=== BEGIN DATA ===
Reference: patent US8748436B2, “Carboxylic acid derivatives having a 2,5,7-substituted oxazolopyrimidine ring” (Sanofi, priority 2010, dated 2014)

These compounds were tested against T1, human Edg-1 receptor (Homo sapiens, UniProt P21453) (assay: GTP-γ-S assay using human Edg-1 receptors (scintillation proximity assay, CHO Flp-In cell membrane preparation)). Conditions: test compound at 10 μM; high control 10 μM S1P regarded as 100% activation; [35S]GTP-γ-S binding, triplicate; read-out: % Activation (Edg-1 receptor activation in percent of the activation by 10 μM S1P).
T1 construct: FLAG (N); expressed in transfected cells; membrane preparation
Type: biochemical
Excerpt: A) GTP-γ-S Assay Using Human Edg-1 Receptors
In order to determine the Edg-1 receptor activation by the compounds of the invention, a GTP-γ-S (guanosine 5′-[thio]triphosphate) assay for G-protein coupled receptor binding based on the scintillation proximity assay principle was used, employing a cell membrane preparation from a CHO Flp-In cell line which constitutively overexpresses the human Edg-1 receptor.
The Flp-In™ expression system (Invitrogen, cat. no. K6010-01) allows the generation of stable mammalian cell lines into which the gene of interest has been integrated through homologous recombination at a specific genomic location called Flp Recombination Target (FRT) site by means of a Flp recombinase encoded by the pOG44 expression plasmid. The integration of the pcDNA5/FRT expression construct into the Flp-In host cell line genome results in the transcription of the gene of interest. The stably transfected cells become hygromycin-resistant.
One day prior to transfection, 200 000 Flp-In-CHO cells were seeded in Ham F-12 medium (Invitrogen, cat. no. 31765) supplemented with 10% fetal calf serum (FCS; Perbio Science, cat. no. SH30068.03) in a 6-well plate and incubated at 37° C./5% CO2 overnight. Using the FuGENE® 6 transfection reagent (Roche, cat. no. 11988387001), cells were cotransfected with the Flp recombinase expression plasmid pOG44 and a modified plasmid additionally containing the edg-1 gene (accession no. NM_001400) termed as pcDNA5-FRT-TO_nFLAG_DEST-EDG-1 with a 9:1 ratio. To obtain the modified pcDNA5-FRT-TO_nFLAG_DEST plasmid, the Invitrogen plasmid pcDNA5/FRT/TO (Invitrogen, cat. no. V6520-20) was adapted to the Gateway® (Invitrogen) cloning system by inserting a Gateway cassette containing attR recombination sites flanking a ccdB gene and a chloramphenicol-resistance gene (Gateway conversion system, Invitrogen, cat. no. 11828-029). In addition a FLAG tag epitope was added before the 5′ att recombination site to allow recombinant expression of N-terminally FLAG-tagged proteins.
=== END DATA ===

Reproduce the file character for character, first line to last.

Reference: patent US8748436B2, “Carboxylic acid derivatives having a 2,5,7-substituted oxazolopyrimidine ring” (Sanofi, priority 2010, dated 2014)

These compounds were tested against T1, human Edg-1 receptor (Homo sapiens, UniProt P21453) (assay: GTP-γ-S assay using human Edg-1 receptors (scintillation proximity assay, CHO Flp-In cell membrane preparation)). Conditions: test compound at 10 μM; high control 10 μM S1P regarded as 100% activation; [35S]GTP-γ-S binding, triplicate; read-out: % Activation (Edg-1 receptor activation in percent of the activation by 10 μM S1P).
T1 construct: FLAG (N); expressed in transfected cells; membrane preparation
Type: biochemical
Excerpt: A) GTP-γ-S Assay Using Human Edg-1 Receptors
In order to determine the Edg-1 receptor activation by the compounds of the invention, a GTP-γ-S (guanosine 5′-[thio]triphosphate) assay for G-protein coupled receptor binding based on the scintillation proximity assay principle was used, employing a cell membrane preparation from a CHO Flp-In cell line which constitutively overexpresses the human Edg-1 receptor.
The Flp-In™ expression system (Invitrogen, cat. no. K6010-01) allows the generation of stable mammalian cell lines into which the gene of interest has been integrated through homologous recombination at a specific genomic location called Flp Recombination Target (FRT) site by means of a Flp recombinase encoded by the pOG44 expression plasmid. The integration of the pcDNA5/FRT expression construct into the Flp-In host cell line genome results in the transcription of the gene of interest. The stably transfected cells become hygromycin-resistant.
One day prior to transfection, 200 000 Flp-In-CHO cells were seeded in Ham F-12 medium (Invitrogen, cat. no. 31765) supplemented with 10% fetal calf serum (FCS; Perbio Science, cat. no. SH30068.03) in a 6-well plate and incubated at 37° C./5% CO2 overnight. Using the FuGENE® 6 transfection reagent (Roche, cat. no. 11988387001), cells were cotransfected with the Flp recombinase expression plasmid pOG44 and a modified plasmid additionally containing the edg-1 gene (accession no. NM_001400) termed as pcDNA5-FRT-TO_nFLAG_DEST-EDG-1 with a 9:1 ratio. To obtain the modified pcDNA5-FRT-TO_nFLAG_DEST plasmid, the Invitrogen plasmid pcDNA5/FRT/TO (Invitrogen, cat. no. V6520-20) was adapted to the Gateway® (Invitrogen) cloning system by inserting a Gateway cassette containing attR recombination sites flanking a ccdB gene and a chloramphenicol-resistance gene (Gateway conversion system, Invitrogen, cat. no. 11828-029). In addition a FLAG tag epitope was added before the 5′ att recombination site to allow recombinant expression of N-terminally FLAG-tagged proteins.